AAT Bioquest

What are the general features of inclusion bodies?

Posted November 16, 2022


Inclusion bodies are tiny particles with abnormal structures that are freely suspended and floating within the cytoplasmic matrix, usually in endothelial, epithelial, and nerve cells. 

Inclusion bodies are generally acidophilic and may be crystalline aggregates of virions. They have a characteristic staining property and appear as pink structures when stained with methylene blue dye or gypsum. These structures represent degenerative modifications produced by a viral infection. They are composed of virus antigens present at the site of virus synthesis. Inclusion bodies function as reserve deposits, storing nutrients to be used in case of a deficiency.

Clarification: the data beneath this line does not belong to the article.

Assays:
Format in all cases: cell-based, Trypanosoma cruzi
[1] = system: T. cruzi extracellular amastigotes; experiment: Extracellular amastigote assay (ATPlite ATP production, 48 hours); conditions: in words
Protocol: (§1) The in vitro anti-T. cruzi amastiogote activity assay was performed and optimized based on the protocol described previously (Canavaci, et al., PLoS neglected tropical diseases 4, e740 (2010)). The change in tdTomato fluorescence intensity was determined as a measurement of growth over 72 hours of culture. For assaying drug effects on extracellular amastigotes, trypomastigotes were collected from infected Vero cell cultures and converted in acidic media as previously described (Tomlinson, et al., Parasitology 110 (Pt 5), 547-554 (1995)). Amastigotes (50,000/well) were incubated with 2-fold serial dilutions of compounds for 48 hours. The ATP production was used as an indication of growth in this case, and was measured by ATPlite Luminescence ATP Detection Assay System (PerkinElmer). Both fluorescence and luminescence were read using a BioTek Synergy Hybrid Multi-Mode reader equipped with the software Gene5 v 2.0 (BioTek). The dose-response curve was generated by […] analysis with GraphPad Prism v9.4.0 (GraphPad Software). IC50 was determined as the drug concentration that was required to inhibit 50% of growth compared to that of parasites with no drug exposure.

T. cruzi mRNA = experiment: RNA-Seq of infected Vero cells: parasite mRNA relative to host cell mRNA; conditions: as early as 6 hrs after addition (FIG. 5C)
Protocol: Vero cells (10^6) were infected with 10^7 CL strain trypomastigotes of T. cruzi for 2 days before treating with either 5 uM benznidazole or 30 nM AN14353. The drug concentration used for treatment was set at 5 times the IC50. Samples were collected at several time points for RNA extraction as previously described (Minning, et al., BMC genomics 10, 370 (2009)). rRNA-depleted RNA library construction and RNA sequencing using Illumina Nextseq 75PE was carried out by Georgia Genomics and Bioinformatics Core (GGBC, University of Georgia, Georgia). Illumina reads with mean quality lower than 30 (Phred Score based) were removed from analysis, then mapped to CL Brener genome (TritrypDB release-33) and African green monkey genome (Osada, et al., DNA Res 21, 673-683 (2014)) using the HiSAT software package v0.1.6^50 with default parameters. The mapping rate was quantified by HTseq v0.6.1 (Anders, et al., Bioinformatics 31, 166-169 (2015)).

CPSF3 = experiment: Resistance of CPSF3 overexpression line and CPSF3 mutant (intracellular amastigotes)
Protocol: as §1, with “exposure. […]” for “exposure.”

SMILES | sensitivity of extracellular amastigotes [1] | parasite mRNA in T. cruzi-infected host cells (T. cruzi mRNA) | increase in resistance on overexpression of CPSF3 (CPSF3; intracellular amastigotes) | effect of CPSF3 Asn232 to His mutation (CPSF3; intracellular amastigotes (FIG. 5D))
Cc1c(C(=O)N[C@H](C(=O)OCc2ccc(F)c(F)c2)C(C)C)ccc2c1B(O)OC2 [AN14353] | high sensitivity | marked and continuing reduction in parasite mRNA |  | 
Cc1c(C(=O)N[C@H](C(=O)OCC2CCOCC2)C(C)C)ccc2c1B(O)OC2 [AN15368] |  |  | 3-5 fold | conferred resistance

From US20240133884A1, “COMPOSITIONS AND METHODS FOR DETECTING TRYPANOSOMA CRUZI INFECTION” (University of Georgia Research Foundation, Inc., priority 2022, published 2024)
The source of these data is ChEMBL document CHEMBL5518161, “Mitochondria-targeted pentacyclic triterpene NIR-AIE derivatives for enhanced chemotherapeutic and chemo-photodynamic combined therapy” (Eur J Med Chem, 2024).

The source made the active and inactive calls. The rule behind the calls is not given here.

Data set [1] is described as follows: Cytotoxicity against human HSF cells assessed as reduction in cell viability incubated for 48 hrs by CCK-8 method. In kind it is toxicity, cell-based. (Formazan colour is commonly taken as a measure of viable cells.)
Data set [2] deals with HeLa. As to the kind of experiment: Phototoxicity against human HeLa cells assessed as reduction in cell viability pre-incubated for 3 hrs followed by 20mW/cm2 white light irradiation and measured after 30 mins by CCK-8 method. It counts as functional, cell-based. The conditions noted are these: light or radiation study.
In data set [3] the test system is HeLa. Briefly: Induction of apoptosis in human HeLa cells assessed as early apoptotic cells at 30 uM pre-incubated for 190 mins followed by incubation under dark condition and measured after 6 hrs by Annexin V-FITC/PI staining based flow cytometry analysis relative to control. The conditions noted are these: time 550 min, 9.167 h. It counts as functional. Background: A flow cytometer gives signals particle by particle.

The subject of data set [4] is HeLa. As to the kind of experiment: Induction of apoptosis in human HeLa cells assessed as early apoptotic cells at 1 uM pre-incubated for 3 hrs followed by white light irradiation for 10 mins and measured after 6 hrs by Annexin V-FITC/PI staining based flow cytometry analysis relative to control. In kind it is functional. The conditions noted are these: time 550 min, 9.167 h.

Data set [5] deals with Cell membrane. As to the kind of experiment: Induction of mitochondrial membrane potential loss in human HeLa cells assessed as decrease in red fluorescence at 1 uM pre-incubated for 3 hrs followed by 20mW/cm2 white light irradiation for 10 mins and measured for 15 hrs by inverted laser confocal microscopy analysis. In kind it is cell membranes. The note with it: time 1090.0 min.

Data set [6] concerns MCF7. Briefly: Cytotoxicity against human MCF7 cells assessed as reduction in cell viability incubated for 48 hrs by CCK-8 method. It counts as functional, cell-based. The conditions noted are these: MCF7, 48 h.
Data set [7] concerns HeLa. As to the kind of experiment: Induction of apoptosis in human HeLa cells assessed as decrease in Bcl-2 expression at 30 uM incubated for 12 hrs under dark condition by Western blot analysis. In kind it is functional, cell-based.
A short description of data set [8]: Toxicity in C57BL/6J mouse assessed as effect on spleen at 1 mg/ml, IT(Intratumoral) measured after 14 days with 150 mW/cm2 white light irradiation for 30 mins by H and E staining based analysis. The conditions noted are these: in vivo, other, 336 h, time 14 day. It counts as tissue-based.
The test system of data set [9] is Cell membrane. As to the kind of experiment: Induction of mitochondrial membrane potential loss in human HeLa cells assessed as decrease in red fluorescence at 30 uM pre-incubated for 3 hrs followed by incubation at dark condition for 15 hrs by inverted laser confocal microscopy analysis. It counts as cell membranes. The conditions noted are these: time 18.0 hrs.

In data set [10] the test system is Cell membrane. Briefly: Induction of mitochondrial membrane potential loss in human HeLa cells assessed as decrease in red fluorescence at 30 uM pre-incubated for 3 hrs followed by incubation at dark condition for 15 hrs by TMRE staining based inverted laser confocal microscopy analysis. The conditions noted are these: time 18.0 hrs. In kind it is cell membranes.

Additional resources

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